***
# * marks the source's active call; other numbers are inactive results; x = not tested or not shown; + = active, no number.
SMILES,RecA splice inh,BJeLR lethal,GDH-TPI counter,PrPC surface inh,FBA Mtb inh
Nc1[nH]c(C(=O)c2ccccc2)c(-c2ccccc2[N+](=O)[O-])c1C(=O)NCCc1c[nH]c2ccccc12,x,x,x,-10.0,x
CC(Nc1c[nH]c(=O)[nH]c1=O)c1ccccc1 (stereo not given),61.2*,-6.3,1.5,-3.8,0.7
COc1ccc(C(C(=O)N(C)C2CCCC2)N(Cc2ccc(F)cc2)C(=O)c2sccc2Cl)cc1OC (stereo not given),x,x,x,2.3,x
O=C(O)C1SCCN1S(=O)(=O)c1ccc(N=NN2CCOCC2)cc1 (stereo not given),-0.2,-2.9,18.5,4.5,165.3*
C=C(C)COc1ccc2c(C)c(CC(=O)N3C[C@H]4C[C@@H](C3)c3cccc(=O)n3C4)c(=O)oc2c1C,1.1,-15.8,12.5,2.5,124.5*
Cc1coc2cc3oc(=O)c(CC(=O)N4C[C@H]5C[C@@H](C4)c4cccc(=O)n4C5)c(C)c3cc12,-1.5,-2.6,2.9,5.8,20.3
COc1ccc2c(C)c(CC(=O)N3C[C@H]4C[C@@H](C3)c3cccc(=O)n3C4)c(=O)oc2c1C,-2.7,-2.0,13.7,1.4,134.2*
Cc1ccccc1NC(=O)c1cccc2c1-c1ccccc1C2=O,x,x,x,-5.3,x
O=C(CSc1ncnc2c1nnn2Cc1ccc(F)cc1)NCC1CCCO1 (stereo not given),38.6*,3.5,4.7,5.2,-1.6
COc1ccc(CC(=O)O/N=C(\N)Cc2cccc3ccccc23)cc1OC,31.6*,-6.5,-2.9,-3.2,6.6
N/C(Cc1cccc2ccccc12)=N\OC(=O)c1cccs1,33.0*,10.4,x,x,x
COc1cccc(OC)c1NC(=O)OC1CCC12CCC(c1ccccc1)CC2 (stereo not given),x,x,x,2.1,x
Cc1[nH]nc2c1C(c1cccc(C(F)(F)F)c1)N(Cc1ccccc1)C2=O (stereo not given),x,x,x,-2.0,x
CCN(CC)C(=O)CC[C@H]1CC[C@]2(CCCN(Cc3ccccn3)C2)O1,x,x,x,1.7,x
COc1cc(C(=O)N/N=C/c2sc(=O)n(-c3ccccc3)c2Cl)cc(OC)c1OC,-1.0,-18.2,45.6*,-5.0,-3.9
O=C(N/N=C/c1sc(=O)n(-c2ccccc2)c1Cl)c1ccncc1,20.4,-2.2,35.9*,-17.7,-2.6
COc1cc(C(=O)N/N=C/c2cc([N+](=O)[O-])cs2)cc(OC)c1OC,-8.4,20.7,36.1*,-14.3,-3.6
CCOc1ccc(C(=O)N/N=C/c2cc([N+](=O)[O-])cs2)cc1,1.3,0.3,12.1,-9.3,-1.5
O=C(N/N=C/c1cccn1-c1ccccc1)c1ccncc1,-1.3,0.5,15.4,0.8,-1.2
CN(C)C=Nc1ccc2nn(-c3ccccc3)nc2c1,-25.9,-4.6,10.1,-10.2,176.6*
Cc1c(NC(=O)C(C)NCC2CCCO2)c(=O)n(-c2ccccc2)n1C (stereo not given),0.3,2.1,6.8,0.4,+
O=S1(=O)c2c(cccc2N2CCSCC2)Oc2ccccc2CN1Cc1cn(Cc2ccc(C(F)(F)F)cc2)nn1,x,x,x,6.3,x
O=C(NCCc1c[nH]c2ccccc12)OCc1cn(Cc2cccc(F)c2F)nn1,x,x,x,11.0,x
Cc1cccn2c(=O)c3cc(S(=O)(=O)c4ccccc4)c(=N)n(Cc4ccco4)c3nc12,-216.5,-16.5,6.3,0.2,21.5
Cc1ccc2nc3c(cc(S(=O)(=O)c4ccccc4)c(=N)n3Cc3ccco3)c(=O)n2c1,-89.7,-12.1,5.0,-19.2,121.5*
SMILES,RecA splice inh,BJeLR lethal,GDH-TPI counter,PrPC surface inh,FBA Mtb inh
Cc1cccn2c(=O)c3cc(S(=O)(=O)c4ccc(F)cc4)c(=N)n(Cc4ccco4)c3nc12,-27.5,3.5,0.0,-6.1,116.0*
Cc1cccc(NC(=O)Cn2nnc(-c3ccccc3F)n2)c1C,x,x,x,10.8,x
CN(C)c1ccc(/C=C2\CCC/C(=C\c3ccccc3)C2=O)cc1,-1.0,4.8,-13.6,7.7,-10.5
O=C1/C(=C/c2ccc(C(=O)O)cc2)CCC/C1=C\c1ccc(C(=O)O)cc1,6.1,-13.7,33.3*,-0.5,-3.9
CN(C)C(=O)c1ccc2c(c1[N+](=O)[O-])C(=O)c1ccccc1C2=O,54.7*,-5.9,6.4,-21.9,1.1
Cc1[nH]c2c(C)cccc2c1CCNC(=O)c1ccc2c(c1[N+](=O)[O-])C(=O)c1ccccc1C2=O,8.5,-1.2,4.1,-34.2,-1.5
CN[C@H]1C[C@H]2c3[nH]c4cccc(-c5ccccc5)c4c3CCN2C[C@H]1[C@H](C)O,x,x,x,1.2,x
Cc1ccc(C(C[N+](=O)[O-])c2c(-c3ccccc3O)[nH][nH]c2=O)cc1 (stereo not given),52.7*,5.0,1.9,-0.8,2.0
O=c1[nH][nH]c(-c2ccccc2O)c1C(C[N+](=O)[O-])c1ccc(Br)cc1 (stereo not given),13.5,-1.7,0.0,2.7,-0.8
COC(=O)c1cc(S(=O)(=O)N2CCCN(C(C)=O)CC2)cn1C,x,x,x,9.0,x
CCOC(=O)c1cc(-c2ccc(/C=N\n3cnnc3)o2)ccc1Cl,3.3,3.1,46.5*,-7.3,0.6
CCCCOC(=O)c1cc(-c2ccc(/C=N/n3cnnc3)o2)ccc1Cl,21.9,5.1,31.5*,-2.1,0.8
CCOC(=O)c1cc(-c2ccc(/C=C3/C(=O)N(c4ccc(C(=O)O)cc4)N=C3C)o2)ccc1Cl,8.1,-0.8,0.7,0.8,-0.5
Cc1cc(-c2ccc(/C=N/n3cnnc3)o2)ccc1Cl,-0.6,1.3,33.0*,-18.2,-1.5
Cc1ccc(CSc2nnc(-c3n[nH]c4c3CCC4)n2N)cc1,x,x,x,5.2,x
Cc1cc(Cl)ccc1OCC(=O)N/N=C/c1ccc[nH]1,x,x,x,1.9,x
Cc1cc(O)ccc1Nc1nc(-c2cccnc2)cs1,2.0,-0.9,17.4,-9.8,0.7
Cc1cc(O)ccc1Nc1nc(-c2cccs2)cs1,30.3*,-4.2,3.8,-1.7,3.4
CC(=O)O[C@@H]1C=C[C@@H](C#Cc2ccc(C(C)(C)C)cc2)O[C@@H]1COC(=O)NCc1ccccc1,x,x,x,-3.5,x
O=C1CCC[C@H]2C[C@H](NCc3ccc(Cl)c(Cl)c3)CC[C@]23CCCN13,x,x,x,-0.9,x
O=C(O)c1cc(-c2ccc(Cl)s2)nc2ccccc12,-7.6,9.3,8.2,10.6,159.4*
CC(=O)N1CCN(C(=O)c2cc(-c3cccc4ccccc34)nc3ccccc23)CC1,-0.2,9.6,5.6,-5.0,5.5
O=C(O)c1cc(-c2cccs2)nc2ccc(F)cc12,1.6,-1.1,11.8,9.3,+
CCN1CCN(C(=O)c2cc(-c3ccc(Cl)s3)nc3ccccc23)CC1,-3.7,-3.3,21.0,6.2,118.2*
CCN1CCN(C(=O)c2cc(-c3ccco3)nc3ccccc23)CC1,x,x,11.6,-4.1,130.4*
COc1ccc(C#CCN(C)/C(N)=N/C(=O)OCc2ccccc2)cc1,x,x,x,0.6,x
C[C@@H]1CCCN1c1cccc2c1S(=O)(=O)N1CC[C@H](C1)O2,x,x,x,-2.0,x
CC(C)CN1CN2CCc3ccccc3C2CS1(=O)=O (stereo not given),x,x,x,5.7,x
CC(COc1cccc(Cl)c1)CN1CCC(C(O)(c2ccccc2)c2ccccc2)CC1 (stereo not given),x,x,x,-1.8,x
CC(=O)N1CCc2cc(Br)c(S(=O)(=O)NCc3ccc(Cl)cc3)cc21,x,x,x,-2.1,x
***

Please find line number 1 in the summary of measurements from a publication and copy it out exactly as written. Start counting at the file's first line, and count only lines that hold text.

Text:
# * marks the source's active call; other numbers are inactive results; x = not tested or not shown; + = active, no number.